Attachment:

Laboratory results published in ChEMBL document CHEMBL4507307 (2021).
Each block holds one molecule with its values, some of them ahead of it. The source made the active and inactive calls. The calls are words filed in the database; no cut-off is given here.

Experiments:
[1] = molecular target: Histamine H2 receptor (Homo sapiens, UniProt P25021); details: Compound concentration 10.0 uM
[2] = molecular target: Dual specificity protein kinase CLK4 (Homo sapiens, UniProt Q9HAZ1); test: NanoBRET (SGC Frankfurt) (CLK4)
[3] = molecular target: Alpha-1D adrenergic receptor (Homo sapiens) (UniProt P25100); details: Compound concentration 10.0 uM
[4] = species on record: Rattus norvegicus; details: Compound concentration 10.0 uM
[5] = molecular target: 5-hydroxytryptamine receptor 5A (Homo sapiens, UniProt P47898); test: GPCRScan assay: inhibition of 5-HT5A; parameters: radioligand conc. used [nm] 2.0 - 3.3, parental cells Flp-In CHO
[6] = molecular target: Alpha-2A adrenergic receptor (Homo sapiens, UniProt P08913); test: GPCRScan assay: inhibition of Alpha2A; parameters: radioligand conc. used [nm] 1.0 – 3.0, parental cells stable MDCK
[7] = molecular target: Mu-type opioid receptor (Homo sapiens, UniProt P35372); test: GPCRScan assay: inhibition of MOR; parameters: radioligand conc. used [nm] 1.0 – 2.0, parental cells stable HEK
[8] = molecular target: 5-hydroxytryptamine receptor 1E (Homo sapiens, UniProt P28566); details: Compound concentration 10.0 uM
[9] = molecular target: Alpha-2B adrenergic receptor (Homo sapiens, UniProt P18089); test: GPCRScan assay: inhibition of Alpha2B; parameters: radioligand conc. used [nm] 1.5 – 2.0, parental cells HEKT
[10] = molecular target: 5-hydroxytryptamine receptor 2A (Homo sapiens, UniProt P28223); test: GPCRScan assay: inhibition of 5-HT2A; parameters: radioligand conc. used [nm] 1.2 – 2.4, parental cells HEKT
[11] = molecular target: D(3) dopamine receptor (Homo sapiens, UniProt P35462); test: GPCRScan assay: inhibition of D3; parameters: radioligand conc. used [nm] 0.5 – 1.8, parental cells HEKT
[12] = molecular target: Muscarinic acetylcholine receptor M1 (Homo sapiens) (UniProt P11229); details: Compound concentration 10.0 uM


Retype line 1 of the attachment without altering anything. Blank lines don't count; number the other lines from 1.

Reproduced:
Laboratory results published in ChEMBL document CHEMBL4507307 (2021).